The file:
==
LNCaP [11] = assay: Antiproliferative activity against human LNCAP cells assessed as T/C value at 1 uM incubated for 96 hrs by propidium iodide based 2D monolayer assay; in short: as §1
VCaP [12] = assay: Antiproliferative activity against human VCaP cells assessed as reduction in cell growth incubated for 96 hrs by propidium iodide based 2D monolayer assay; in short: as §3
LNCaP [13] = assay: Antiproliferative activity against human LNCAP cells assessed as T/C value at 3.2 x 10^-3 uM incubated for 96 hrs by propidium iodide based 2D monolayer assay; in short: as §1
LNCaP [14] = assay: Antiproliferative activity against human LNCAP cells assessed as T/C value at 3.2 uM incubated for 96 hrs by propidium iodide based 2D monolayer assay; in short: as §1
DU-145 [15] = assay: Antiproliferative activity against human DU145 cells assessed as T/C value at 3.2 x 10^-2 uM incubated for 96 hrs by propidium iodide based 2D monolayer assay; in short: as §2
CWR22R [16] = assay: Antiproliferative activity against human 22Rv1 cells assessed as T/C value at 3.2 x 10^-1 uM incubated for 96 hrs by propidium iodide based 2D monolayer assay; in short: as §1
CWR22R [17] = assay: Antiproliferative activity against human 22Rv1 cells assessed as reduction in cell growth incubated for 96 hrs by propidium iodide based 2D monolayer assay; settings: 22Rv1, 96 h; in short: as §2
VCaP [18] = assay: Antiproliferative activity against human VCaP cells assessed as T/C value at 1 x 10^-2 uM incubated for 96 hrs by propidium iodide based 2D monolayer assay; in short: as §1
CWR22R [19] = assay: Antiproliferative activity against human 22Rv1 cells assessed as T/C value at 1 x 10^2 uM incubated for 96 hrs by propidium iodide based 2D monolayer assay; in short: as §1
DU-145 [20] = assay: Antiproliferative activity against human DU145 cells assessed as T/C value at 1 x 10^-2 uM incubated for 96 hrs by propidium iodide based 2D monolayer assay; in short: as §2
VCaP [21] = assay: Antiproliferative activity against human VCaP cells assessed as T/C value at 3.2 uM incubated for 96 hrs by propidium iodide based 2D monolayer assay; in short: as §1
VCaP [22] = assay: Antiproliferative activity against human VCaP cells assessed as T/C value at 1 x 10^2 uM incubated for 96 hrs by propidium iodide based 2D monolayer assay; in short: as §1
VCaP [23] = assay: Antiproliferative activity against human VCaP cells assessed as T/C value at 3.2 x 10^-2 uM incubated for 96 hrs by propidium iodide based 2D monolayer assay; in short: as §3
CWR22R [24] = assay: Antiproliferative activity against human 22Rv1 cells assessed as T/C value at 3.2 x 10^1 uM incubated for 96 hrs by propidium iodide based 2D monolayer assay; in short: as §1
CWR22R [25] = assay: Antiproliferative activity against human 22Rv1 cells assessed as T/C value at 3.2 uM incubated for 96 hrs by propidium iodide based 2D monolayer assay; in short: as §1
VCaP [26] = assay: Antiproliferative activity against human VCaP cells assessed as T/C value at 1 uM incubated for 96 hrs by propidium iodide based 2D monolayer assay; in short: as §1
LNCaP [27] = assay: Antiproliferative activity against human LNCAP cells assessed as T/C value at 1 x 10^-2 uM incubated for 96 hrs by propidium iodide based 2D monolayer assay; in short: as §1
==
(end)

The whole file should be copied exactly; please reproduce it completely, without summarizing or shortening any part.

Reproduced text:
LNCaP [11] = assay: Antiproliferative activity against human LNCAP cells assessed as T/C value at 1 uM incubated for 96 hrs by propidium iodide based 2D monolayer assay; in short: as §1
VCaP [12] = assay: Antiproliferative activity against human VCaP cells assessed as reduction in cell growth incubated for 96 hrs by propidium iodide based 2D monolayer assay; in short: as §3
LNCaP [13] = assay: Antiproliferative activity against human LNCAP cells assessed as T/C value at 3.2 x 10^-3 uM incubated for 96 hrs by propidium iodide based 2D monolayer assay; in short: as §1
LNCaP [14] = assay: Antiproliferative activity against human LNCAP cells assessed as T/C value at 3.2 uM incubated for 96 hrs by propidium iodide based 2D monolayer assay; in short: as §1
DU-145 [15] = assay: Antiproliferative activity against human DU145 cells assessed as T/C value at 3.2 x 10^-2 uM incubated for 96 hrs by propidium iodide based 2D monolayer assay; in short: as §2
CWR22R [16] = assay: Antiproliferative activity against human 22Rv1 cells assessed as T/C value at 3.2 x 10^-1 uM incubated for 96 hrs by propidium iodide based 2D monolayer assay; in short: as §1
CWR22R [17] = assay: Antiproliferative activity against human 22Rv1 cells assessed as reduction in cell growth incubated for 96 hrs by propidium iodide based 2D monolayer assay; settings: 22Rv1, 96 h; in short: as §2
VCaP [18] = assay: Antiproliferative activity against human VCaP cells assessed as T/C value at 1 x 10^-2 uM incubated for 96 hrs by propidium iodide based 2D monolayer assay; in short: as §1
CWR22R [19] = assay: Antiproliferative activity against human 22Rv1 cells assessed as T/C value at 1 x 10^2 uM incubated for 96 hrs by propidium iodide based 2D monolayer assay; in short: as §1
DU-145 [20] = assay: Antiproliferative activity against human DU145 cells assessed as T/C value at 1 x 10^-2 uM incubated for 96 hrs by propidium iodide based 2D monolayer assay; in short: as §2
VCaP [21] = assay: Antiproliferative activity against human VCaP cells assessed as T/C value at 3.2 uM incubated for 96 hrs by propidium iodide based 2D monolayer assay; in short: as §1
VCaP [22] = assay: Antiproliferative activity against human VCaP cells assessed as T/C value at 1 x 10^2 uM incubated for 96 hrs by propidium iodide based 2D monolayer assay; in short: as §1
VCaP [23] = assay: Antiproliferative activity against human VCaP cells assessed as T/C value at 3.2 x 10^-2 uM incubated for 96 hrs by propidium iodide based 2D monolayer assay; in short: as §3
CWR22R [24] = assay: Antiproliferative activity against human 22Rv1 cells assessed as T/C value at 3.2 x 10^1 uM incubated for 96 hrs by propidium iodide based 2D monolayer assay; in short: as §1
CWR22R [25] = assay: Antiproliferative activity against human 22Rv1 cells assessed as T/C value at 3.2 uM incubated for 96 hrs by propidium iodide based 2D monolayer assay; in short: as §1
VCaP [26] = assay: Antiproliferative activity against human VCaP cells assessed as T/C value at 1 uM incubated for 96 hrs by propidium iodide based 2D monolayer assay; in short: as §1
LNCaP [27] = assay: Antiproliferative activity against human LNCAP cells assessed as T/C value at 1 x 10^-2 uM incubated for 96 hrs by propidium iodide based 2D monolayer assay; in short: as §1